Northside residents protest over plans for housing in St Anne’s Park

Hundreds turn out to oppose plans to build houses on historic grounds

 A section of the crowd that turned up to protest against the application  to build 536 residential units on the St Paul’s playing fields at St Anne’s Park, Raheny, Dublin. Photograph: Dara Mac Dónaill

A section of the crowd that turned up to protest against the application to build 536 residential units on the St Paul’s playing fields at St Anne’s Park, Raheny, Dublin. Photograph: Dara Mac Dónaill

 

Hundreds of people turned out in St Anne’s Park in north Dublin to protest against a proposed residential and leisure development near the park.

Crekav Trading, part of developer Marlet, is seeking permission from An Bord Pleanála to build 104 houses and 432 apartments on land which was formally owned by the Vincentian Fathers.

The order are the trustees of St Paul’s College, Raheny which uses the land as playing pitches.

The developer is also proposing to build two new all-weather pitches, which can be converted into three, to replace the playing pitches currently on the site.

The proposals are currently before An Bord Pleanála as all developments over 100 units are referred straight to it under the Planning and Development (Housing) and Residential Tenancies Act 2016.

Residents, including many children and elderly people, staged a protest on Sunday opposite the land where the proposed development is due to take place.

A community group, I Love St Anne’s, has been set up to oppose the development.

Senator Aodhán Ó Ríordáin encouraged residents to write to An Bord Pleanála opposing the development before February 5th, the deadline for submissions.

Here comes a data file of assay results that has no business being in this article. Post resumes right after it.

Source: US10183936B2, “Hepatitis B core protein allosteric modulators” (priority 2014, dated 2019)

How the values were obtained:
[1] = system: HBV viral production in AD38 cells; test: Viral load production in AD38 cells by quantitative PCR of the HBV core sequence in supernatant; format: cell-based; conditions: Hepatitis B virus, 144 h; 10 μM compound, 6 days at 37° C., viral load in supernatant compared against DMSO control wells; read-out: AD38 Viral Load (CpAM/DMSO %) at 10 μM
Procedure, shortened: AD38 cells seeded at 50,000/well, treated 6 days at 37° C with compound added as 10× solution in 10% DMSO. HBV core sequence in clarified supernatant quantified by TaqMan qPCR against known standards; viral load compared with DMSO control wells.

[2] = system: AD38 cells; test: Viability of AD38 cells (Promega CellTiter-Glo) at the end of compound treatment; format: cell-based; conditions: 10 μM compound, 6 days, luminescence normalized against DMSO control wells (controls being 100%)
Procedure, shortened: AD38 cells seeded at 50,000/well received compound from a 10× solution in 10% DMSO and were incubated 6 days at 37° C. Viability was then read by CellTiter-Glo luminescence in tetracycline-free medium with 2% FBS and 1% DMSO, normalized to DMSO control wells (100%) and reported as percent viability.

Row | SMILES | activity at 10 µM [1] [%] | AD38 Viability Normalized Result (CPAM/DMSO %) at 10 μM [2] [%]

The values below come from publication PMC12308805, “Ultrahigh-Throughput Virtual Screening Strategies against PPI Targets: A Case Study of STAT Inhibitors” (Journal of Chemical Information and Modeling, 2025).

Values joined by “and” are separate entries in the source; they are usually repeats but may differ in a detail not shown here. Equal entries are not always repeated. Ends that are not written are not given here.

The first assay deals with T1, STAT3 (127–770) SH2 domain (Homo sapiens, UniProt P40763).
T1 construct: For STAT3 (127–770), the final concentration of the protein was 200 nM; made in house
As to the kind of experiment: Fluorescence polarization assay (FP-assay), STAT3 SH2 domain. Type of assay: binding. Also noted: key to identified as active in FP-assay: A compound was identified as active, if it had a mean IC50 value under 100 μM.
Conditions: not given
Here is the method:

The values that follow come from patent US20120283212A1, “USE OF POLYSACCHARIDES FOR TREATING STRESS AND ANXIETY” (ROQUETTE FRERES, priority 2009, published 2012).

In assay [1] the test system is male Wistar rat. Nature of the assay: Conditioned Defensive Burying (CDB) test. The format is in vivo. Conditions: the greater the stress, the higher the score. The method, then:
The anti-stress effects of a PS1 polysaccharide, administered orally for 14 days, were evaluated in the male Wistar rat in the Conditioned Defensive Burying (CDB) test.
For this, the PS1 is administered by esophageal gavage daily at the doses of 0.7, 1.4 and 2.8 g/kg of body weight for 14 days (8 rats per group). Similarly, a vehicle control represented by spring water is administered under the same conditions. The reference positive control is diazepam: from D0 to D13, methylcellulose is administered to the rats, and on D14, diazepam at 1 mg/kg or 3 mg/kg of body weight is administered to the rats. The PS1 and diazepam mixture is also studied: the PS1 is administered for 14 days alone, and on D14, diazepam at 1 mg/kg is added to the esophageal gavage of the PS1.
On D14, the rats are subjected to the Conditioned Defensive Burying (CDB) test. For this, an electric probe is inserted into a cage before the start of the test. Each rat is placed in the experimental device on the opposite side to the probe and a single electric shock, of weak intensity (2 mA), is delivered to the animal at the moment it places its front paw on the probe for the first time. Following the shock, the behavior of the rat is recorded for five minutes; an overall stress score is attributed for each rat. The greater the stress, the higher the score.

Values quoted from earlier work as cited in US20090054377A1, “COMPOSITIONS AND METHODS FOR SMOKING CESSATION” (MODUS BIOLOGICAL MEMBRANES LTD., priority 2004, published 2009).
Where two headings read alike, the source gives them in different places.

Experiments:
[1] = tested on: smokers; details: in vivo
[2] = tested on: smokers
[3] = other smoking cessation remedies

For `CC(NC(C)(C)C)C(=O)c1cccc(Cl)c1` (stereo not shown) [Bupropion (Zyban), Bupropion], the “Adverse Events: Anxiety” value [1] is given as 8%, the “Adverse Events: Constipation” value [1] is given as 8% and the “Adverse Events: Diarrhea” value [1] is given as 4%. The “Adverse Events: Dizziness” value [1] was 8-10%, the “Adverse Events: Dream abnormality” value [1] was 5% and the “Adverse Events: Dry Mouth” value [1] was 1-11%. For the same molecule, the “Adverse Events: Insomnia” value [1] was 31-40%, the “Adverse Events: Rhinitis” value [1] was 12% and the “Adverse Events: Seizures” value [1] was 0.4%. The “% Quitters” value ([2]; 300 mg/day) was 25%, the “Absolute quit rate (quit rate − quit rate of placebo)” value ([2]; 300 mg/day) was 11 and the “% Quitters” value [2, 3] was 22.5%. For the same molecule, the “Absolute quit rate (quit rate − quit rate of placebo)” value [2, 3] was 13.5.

He said residents will also be lobbying Dublin City Council manager Owen Keegan who will be making his own submission to An Bord Pleanála.

“We will make sure he reflects the views of the 15 local councillors who are all against this development,” Senator Ó Ríordáin said.

Protester Paul Coffey, a local resident, said it was not acceptable to build beside a public park.

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“The plan is incorrect. Everything is inadequate. The space can’t take any more people in here. This is not an issue for the rich building for the homeless. It is the rich building for the rich.”

Mona Nolan said the development was “obnoxious to say the least. This park is listed as one of the 10 best parks in Europe”.

The Vincentian Fathers sold six hectares (15 acres) at the north-west end of the park for a reported €17 million in November 2015.

The land had once been part of the St Anne’s Estate owned by the Guinness family and was acquired by compulsory purchase order by Dublin Corporation in the 1940s.

The council later sold a portion of the land to the Vincentian Fathers to be used as playing pitches for St Paul’s College.

The land is currently still used for pitches and is also being used by local sports clubs in the area including Clontarf GAA Club and Clontarf FC. Both clubs oppose the proposed development.